What is a SAFe PI Planning?

As your company grows, your team expands with it. Managing multiple teams with various duties and responsibilities is challenging; you want to make sure that every team is aligned with the long-term objectives of the company and that you continually re-assess the existing processes. Without a shared vision, it is easy for the company goals and objectives to be watered down. It is important to know what SAFe PI planning is to ensure that everyone on the team is on the same page. 

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Goal of the event

PI (program increment) planning is a time-managed period within the scaled agile framework environment. This period is usually 8 to 12 weeks between each PI meeting. The fixed schedule is closely linked to the goal of the ceremony, which is to define the work that is being done and to continually assess if there are any improvements or changes to be made.

If you are familiar with scrum events, then you should have an idea of how the PI meetings work. However, SAFe PI planning is better suited for larger corporations or those that consist of multiple agile teams. 

The ultimate goal of the PI planning ceremony and meetings is to make sure that all teams are moving forward in the same direction. Traditionally, meetings are called for when there are problems that arise that require solutions to be discussed. This is a risky move, especially when there are different teams in your organization, as they have the tendency to work in silos. There is little to no communication between the different teams.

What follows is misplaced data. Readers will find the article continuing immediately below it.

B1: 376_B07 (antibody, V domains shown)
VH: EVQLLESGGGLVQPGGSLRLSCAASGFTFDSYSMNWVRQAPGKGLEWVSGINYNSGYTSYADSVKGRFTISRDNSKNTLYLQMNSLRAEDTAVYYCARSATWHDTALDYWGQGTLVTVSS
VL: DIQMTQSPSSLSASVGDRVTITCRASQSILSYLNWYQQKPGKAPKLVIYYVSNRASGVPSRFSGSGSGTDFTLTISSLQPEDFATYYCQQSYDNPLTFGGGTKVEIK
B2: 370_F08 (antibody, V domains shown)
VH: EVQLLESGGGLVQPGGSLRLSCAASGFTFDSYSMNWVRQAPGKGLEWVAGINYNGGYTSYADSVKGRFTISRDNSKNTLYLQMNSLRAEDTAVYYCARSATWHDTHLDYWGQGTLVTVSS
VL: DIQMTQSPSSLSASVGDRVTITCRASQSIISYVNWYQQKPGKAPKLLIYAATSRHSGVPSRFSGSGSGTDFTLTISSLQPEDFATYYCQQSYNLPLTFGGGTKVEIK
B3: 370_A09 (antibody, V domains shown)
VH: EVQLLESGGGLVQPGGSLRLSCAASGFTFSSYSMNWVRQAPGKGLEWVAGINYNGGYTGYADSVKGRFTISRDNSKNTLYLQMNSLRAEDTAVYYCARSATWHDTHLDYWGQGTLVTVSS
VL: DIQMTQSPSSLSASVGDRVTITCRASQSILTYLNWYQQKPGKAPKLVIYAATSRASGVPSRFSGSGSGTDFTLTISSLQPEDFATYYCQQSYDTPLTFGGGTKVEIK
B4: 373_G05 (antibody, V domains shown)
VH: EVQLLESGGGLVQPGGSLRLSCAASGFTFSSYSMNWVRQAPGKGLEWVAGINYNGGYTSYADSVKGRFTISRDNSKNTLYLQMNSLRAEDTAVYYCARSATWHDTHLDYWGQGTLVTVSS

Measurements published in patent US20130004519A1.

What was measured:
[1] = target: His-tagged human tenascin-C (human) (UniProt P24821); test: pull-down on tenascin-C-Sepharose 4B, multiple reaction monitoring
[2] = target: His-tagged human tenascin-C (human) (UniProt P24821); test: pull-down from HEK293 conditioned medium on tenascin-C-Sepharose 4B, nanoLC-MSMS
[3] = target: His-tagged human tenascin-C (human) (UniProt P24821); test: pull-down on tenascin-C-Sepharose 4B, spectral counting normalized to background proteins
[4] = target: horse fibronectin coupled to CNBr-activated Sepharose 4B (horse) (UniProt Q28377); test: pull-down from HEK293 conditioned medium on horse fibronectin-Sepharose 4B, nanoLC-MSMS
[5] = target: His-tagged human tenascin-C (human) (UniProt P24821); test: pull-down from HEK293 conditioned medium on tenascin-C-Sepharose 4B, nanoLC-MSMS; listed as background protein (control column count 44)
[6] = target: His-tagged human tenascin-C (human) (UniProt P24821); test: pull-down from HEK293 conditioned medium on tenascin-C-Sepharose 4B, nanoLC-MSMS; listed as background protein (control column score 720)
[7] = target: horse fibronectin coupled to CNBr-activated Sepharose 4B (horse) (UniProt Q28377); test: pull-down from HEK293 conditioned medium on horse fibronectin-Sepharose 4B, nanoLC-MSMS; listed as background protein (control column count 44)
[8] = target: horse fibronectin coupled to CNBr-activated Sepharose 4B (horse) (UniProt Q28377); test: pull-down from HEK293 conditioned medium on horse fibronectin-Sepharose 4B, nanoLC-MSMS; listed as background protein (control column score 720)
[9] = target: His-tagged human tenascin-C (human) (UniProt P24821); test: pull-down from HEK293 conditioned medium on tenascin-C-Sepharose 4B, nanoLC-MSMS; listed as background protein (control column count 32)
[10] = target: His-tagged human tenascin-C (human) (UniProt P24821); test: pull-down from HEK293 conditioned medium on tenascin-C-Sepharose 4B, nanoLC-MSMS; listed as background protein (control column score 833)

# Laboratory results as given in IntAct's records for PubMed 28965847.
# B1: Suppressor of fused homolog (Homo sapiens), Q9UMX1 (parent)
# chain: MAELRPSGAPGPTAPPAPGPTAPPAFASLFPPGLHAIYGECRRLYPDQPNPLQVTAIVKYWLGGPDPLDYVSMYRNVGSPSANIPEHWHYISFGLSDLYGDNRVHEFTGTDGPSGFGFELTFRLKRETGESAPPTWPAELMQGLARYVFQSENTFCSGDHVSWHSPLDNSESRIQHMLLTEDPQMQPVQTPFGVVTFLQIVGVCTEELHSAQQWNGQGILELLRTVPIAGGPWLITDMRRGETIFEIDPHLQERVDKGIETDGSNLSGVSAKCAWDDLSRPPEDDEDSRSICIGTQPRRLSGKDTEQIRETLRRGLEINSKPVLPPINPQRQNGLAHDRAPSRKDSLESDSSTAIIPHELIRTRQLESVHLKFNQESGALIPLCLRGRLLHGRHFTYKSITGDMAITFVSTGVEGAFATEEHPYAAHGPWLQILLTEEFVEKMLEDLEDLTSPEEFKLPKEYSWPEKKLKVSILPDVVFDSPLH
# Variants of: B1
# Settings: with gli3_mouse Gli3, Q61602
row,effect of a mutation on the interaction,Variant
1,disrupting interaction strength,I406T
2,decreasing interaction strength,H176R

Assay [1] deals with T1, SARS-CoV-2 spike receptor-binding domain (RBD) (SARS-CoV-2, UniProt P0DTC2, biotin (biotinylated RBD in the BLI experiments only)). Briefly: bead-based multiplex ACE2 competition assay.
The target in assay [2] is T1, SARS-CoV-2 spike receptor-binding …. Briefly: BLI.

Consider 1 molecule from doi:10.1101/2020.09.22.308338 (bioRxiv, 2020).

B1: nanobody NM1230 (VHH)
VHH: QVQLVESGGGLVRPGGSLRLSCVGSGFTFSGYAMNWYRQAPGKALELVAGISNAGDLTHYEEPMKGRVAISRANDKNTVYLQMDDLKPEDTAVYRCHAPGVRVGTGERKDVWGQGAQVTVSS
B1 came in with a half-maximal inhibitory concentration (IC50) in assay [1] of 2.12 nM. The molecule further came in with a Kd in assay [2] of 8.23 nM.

PI planning aims to correct that approach. The goal is to periodically establish communication and effectively plan every stage of the progress. Otherwise, the problem could become too big before you find a solution. It is a proactive approach because it identifies risks and mitigates them instead of waiting to address problems as they arise.

goal of the PI planning

Who Attends PI Planning?

All team members, managers, stakeholders, business opener, product managers, and product owners (if any) must attend and be involved in the PI planning sessions. True to its commitment to improving collaboration, all members of the team are involved and can participate in the planning event. In fact, participation is of the highest priority to ensure that all of the essential viewpoints are considered during the planning process. 

For this reason, active participation of the teams is encouraged during each session. Their roles are clearly defined as presenting the vision for the team and the rest of the participants will help in determining how potential blockers are to be addressed. 

Input and Output of PI Planning 

In order for PI planning to be successful, input from team members and participants is required. Here are a few sample inputs: 

  • Business context – An assessment of the organization’s current status and how effective the existing business solutions are at meeting customer and market needs. 
  • Roadmap and vision – The proposed solution for improving existing processes and addressing any issues. 

On the other hand, there are also expected outputs to be derived from the PI planning sessions, such as the following: 

  • Committed PI objectives – This is a clearly defined SMART objective or goal for each agile team.
  • Program board – This will provide detailed information about delivery dates, relevant milestones, and dependencies among teams.